World's first battery-electric locomotive cuts freight train fuel use by 11%

World's first battery-electric...
Wabtec's FLXDrive locomotive is described as the world’s first 100-percent battery-powered locomotive
Wabtec's FLXDrive locomotive is described as the world’s first 100-percent battery-powered locomotive
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Wabtec's FLXDrive locomotive is described as the world’s first 100-percent battery-powered locomotive
Wabtec's FLXDrive locomotive is described as the world’s first 100-percent battery-powered locomotive

Rail technology company Wabtec has demonstrated an electric locomotive that could help lessen the environmental footprint of heavy-haul freight services. The company's battery-powered FLXdrive locomotive was used as part of a hybrid system over a three-month trial, where it reduced the fuel consumption of the entire vehicle by 11 percent.

Wabtec's FLXdrive is described as the world's first 100-percent battery-powered locomotive, drawing on 18,000 lithium-ion battery cells to power all four axles and using an intelligent energy flow management to optimize efficiency. The 2.4-megawatt hour system can be recharged at the depot much like an electric vehicle, but also uses a regenerative braking system to top itself up when on the move. The top spec Tesla Model 3, by way of comparison, has a capacity of 75 kWh – that's 32 times smaller than the FLXdrive. Needless to say, this system will require a serious charging station.

The FLXdrive was put to the test as part of a hybrid system with conventional diesel powertrains across a three-month trial in San Joaquin Valley, California, where it covered more than 13,320 miles (21,400 km) of hilly terrain. According to Wabtec, the 11-percent average reduction in fuel consumption for the entire train is equivalent to 6,200 gallons of diesel saved, or around 69 tons of CO2.

“The FLXdrive battery-electric locomotive is a defining moment for freight rail and will accelerate the industry toward low- to zero-emission locomotives,” says Eric Gebhardt, Wabtec Chief Technology Officer. “It builds upon the rail industry’s position as the most efficient and sustainable mode of transportation. Building on our long history of pioneering train energy management technologies, this demonstration of coupling 2.4 megawatt hours of battery storage into the mix fully validated our assumptions for the potential for this next generation technology to further drive efficiencies and greenhouse gas reductions."

Wabtec is looking to build on these promising results with an even bigger and better version, upping the capacity to more than 6 MWh which its expects could cut fuel consumption and carbon emissions by as much as 30 percent. It says it plans to commercialize this second generation FLXdrive locomotive, with hopes of rolling it out into freight routes in the coming years.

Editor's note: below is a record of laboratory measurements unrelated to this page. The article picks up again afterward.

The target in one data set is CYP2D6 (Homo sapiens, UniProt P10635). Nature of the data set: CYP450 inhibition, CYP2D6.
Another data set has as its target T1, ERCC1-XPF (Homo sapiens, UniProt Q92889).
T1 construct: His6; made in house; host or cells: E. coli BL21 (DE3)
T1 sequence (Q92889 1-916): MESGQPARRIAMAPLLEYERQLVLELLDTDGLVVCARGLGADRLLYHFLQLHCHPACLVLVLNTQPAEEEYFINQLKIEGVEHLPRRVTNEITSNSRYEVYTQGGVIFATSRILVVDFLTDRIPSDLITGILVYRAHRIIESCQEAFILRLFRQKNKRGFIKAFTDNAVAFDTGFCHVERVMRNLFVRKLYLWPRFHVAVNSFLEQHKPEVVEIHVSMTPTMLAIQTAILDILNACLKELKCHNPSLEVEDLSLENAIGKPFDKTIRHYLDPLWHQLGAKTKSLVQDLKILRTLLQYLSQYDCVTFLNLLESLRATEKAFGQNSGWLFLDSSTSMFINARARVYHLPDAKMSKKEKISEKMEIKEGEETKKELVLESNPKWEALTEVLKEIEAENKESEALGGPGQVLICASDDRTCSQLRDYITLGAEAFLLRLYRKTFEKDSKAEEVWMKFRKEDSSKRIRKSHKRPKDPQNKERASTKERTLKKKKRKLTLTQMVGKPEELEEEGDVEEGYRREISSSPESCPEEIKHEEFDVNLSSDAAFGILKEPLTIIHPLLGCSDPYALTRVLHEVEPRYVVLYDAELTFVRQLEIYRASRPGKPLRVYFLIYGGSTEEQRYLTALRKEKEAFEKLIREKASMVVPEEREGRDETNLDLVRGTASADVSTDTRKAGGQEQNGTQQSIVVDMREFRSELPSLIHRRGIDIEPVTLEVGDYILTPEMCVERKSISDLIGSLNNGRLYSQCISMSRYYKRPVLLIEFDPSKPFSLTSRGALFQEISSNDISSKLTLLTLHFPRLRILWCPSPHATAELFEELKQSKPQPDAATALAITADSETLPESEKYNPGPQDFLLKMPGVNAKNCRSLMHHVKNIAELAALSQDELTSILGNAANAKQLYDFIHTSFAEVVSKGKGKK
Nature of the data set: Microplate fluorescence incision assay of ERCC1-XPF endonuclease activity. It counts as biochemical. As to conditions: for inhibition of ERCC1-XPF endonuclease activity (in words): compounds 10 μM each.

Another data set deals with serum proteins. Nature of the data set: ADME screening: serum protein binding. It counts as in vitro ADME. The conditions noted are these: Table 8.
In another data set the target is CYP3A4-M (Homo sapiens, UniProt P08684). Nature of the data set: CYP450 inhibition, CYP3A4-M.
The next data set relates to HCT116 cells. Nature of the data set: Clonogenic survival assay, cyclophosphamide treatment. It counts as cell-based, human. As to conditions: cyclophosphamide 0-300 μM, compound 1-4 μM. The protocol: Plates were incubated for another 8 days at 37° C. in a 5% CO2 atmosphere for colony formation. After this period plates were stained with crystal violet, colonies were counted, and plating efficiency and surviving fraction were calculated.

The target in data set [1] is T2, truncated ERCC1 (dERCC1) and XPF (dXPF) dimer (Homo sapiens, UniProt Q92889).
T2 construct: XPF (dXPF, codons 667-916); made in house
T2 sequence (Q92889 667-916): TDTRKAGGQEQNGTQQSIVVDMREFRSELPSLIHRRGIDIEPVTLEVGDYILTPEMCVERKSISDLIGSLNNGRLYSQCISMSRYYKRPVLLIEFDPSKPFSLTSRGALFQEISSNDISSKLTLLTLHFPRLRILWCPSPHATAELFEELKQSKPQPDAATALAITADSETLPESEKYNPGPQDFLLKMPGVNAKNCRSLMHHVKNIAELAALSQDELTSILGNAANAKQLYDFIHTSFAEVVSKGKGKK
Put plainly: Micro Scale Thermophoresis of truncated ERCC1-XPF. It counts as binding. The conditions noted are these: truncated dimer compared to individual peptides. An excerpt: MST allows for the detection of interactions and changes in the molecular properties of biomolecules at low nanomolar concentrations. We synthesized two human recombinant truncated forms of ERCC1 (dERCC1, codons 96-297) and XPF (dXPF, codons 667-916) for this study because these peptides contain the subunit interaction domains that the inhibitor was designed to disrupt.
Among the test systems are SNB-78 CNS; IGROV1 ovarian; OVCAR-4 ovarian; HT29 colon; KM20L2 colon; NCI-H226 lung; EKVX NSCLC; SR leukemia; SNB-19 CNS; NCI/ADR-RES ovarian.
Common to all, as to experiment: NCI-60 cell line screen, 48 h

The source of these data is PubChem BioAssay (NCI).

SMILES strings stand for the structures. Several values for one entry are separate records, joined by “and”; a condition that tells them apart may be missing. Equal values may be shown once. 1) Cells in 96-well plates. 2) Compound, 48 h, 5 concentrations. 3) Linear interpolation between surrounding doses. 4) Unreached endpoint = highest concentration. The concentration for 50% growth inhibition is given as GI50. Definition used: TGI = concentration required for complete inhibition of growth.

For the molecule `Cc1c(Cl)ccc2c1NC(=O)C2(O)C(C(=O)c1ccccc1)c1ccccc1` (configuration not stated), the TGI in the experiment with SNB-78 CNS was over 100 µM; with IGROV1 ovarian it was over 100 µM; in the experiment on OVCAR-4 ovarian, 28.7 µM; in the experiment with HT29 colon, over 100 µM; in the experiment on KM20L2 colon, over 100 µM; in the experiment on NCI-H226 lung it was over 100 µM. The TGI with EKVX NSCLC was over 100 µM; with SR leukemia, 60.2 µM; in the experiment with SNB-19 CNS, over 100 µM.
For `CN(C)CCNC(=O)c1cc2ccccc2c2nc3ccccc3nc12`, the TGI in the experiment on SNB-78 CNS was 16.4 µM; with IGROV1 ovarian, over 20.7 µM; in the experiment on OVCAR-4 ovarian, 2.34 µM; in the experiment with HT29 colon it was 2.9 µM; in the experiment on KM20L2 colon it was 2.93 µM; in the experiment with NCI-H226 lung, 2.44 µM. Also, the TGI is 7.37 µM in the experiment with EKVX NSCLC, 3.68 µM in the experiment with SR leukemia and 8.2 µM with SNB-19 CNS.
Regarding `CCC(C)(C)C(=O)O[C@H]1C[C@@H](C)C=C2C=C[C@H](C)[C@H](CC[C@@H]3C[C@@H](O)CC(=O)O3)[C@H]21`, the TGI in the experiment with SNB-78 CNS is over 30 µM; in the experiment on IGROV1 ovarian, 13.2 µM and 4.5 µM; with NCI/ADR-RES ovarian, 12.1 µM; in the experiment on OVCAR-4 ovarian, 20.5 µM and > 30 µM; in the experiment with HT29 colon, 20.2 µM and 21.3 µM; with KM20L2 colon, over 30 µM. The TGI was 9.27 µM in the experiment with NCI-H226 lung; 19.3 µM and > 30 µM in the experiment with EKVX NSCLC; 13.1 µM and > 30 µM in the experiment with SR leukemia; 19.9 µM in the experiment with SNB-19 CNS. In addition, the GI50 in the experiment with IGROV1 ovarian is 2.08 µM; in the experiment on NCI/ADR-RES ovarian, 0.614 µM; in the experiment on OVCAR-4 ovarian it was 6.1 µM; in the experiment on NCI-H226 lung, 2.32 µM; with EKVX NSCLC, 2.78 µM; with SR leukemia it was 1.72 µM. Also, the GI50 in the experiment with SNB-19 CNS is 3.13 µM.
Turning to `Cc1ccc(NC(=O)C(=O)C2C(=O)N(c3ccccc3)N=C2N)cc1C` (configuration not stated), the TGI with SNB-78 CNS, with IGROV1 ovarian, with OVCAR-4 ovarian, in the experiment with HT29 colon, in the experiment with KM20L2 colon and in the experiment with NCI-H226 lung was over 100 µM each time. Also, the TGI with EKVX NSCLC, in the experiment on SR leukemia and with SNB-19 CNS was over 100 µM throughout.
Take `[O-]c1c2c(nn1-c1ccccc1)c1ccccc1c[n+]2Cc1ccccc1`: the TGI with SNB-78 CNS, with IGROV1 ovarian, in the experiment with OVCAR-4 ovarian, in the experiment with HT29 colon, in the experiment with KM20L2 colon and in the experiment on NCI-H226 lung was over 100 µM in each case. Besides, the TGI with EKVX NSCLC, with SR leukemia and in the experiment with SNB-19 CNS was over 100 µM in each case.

Source: Wabtec

Bob Stuart
At what point in the energy cycle is the savings realized? Is this a matter of technical progress or advanced accounting?
The Doubter
Wouldn't it be better to electrify the line instead of spending so much on Li battery packs and charging infrastructure? It would be much more efficient than this option. And the savings in the long run will be enormous.
Simon Redford
I couldn't agree more with Bob. Is this 11% less kWh than the kWh shaft power of the diesel, 11% less than the calorific value of the diesel, 11% less carbon emissions? It says "part of a hybrid system", so does this imply that the electric loco works in tandem with diesel locos or that it has an on-board diesel despite being described as "100% battery powered"? Some details would be useful!
We need to realize that replacing all existing diesel trains, trucks, ships (even aircraft) will take a long time & that is why all countries need to start producing biodiesel/biofuel at large scales (to make them all carbon-neutral)!
& not by using food crops but by using all possible industrial/agricultural/forestry waste/biomass & trash & sewage!
Douglas Rogers
Is the fuel saving due to the regenerative braking capability delivered by the batteries? The batteries allow any fuel to be used at some efficiency. Electrified rail is less efficient than battery at some range.
No country in the world has the infrastructure in place to handle all the new cars, let alone this behemoth!
And we are one of the few countries even trying.
there would be no way to electrically insulate the rails because the contact surface between rail and wheels can't be covered up.
FB. Bio fuel is no different than regular petro fuel. They both emit CO2 into the atmosphere. And, Signguy, as for the electrical grid keeping up with the additional transportation demand, the "shortage" does not exist. If it did, coal would not be going bankrupt. Wind turbines are not sprouting up all over due to philosophical desires, they provide a better return on investment than fossil fuel plants.
Hardly the first battery electric locomotive- they've been in use on the London Underground since 1905!
Good write up Nick. I guess this is part of the GE initiative that was sold off well before the pandemic.
Many cities in the Northeast used electric locomotives in municipalities to reduce the coal soot of the external combustion steamies. Some used pantographs and overhead wires, others used a third rail. With California emission standards a combination of pure battery locomotives with diesel road engines pulling a consist would allow for non-exhaust locomotion through the zero emission air-space.

The fuel savings of hybrid locomotives was a remarkable start - but still produced tons of CO2.
However - Why not heavier alternate non-lithium rechargeable? Maybe Graphene Manufacturing Group of Australia could trial a couple of million coin cells to power the 3rd generation of Wabtec's battery only engine. Aluminum ion wonder cells - the rails can handle the weight.